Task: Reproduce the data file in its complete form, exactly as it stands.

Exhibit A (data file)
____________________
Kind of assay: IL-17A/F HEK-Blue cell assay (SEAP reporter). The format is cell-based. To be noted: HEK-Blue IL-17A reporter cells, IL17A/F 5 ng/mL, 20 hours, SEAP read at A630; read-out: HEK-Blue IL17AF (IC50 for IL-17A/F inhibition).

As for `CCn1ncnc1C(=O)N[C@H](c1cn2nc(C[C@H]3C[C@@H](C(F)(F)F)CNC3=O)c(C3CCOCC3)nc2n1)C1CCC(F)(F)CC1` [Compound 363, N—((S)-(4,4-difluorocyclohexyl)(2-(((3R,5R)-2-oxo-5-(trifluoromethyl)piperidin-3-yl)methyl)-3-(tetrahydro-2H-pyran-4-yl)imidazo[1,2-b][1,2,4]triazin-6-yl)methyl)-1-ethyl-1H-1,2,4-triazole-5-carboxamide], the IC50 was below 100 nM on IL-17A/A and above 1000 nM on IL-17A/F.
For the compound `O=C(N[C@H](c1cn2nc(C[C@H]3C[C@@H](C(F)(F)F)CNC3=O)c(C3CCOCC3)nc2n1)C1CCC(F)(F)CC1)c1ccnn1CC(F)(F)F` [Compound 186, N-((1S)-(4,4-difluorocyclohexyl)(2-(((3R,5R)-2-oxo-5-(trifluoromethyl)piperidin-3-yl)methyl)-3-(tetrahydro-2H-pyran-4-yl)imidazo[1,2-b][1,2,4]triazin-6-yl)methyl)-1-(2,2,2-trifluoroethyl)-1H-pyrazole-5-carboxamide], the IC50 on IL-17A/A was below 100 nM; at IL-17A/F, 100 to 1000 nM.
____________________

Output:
Kind of assay: IL-17A/F HEK-Blue cell assay (SEAP reporter). The format is cell-based. To be noted: HEK-Blue IL-17A reporter cells, IL17A/F 5 ng/mL, 20 hours, SEAP read at A630; read-out: HEK-Blue IL17AF (IC50 for IL-17A/F inhibition).

As for `CCn1ncnc1C(=O)N[C@H](c1cn2nc(C[C@H]3C[C@@H](C(F)(F)F)CNC3=O)c(C3CCOCC3)nc2n1)C1CCC(F)(F)CC1` [Compound 363, N—((S)-(4,4-difluorocyclohexyl)(2-(((3R,5R)-2-oxo-5-(trifluoromethyl)piperidin-3-yl)methyl)-3-(tetrahydro-2H-pyran-4-yl)imidazo[1,2-b][1,2,4]triazin-6-yl)methyl)-1-ethyl-1H-1,2,4-triazole-5-carboxamide], the IC50 was below 100 nM on IL-17A/A and above 1000 nM on IL-17A/F.
For the compound `O=C(N[C@H](c1cn2nc(C[C@H]3C[C@@H](C(F)(F)F)CNC3=O)c(C3CCOCC3)nc2n1)C1CCC(F)(F)CC1)c1ccnn1CC(F)(F)F` [Compound 186, N-((1S)-(4,4-difluorocyclohexyl)(2-(((3R,5R)-2-oxo-5-(trifluoromethyl)piperidin-3-yl)methyl)-3-(tetrahydro-2H-pyran-4-yl)imidazo[1,2-b][1,2,4]triazin-6-yl)methyl)-1-(2,2,2-trifluoroethyl)-1H-pyrazole-5-carboxamide], the IC50 on IL-17A/A was below 100 nM; at IL-17A/F, 100 to 1000 nM.